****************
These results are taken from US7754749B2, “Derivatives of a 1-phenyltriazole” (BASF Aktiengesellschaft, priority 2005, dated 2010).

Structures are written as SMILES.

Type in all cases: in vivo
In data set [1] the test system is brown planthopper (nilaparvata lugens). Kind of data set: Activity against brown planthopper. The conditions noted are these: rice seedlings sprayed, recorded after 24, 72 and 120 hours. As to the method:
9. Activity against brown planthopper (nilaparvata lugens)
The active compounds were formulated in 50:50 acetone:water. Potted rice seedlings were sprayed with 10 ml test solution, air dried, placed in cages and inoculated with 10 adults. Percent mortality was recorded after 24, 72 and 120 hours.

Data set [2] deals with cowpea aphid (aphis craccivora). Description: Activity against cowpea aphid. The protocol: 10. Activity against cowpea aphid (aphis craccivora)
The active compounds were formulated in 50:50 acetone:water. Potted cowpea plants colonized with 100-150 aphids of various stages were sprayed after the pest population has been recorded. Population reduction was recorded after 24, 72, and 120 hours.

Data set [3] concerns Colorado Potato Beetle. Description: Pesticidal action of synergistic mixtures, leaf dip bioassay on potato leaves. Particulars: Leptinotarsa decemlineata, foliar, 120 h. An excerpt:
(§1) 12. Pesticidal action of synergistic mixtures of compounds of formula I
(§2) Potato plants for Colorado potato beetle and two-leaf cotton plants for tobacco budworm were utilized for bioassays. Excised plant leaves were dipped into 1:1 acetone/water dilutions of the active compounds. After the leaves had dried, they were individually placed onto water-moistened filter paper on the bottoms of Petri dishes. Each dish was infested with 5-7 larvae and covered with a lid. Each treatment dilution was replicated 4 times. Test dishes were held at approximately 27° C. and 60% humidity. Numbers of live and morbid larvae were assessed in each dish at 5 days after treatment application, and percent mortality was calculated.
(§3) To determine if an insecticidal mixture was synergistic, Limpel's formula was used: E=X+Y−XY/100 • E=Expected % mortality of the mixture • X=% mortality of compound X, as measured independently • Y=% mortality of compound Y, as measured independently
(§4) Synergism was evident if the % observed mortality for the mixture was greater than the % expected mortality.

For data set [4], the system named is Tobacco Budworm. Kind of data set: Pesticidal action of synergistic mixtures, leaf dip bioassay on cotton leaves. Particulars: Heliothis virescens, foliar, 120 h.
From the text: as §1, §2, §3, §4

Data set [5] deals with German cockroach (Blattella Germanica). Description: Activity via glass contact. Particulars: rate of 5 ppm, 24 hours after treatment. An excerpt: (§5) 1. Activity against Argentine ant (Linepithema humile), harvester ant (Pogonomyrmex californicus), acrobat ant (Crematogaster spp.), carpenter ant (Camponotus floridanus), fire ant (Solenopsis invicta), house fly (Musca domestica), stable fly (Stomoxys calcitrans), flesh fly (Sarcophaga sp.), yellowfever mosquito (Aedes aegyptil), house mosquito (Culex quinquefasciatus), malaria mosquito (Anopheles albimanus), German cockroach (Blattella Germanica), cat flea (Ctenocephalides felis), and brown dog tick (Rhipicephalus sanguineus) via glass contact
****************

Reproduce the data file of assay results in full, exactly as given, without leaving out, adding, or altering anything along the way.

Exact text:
These results are taken from US7754749B2, “Derivatives of a 1-phenyltriazole” (BASF Aktiengesellschaft, priority 2005, dated 2010).

Structures are written as SMILES.

Type in all cases: in vivo
In data set [1] the test system is brown planthopper (nilaparvata lugens). Kind of data set: Activity against brown planthopper. The conditions noted are these: rice seedlings sprayed, recorded after 24, 72 and 120 hours. As to the method:
9. Activity against brown planthopper (nilaparvata lugens)
The active compounds were formulated in 50:50 acetone:water. Potted rice seedlings were sprayed with 10 ml test solution, air dried, placed in cages and inoculated with 10 adults. Percent mortality was recorded after 24, 72 and 120 hours.

Data set [2] deals with cowpea aphid (aphis craccivora). Description: Activity against cowpea aphid. The protocol: 10. Activity against cowpea aphid (aphis craccivora)
The active compounds were formulated in 50:50 acetone:water. Potted cowpea plants colonized with 100-150 aphids of various stages were sprayed after the pest population has been recorded. Population reduction was recorded after 24, 72, and 120 hours.

Data set [3] concerns Colorado Potato Beetle. Description: Pesticidal action of synergistic mixtures, leaf dip bioassay on potato leaves. Particulars: Leptinotarsa decemlineata, foliar, 120 h. An excerpt:
(§1) 12. Pesticidal action of synergistic mixtures of compounds of formula I
(§2) Potato plants for Colorado potato beetle and two-leaf cotton plants for tobacco budworm were utilized for bioassays. Excised plant leaves were dipped into 1:1 acetone/water dilutions of the active compounds. After the leaves had dried, they were individually placed onto water-moistened filter paper on the bottoms of Petri dishes. Each dish was infested with 5-7 larvae and covered with a lid. Each treatment dilution was replicated 4 times. Test dishes were held at approximately 27° C. and 60% humidity. Numbers of live and morbid larvae were assessed in each dish at 5 days after treatment application, and percent mortality was calculated.
(§3) To determine if an insecticidal mixture was synergistic, Limpel's formula was used: E=X+Y−XY/100 • E=Expected % mortality of the mixture • X=% mortality of compound X, as measured independently • Y=% mortality of compound Y, as measured independently
(§4) Synergism was evident if the % observed mortality for the mixture was greater than the % expected mortality.

For data set [4], the system named is Tobacco Budworm. Kind of data set: Pesticidal action of synergistic mixtures, leaf dip bioassay on cotton leaves. Particulars: Heliothis virescens, foliar, 120 h.
From the text: as §1, §2, §3, §4

Data set [5] deals with German cockroach (Blattella Germanica). Description: Activity via glass contact. Particulars: rate of 5 ppm, 24 hours after treatment. An excerpt: (§5) 1. Activity against Argentine ant (Linepithema humile), harvester ant (Pogonomyrmex californicus), acrobat ant (Crematogaster spp.), carpenter ant (Camponotus floridanus), fire ant (Solenopsis invicta), house fly (Musca domestica), stable fly (Stomoxys calcitrans), flesh fly (Sarcophaga sp.), yellowfever mosquito (Aedes aegyptil), house mosquito (Culex quinquefasciatus), malaria mosquito (Anopheles albimanus), German cockroach (Blattella Germanica), cat flea (Ctenocephalides felis), and brown dog tick (Rhipicephalus sanguineus) via glass contact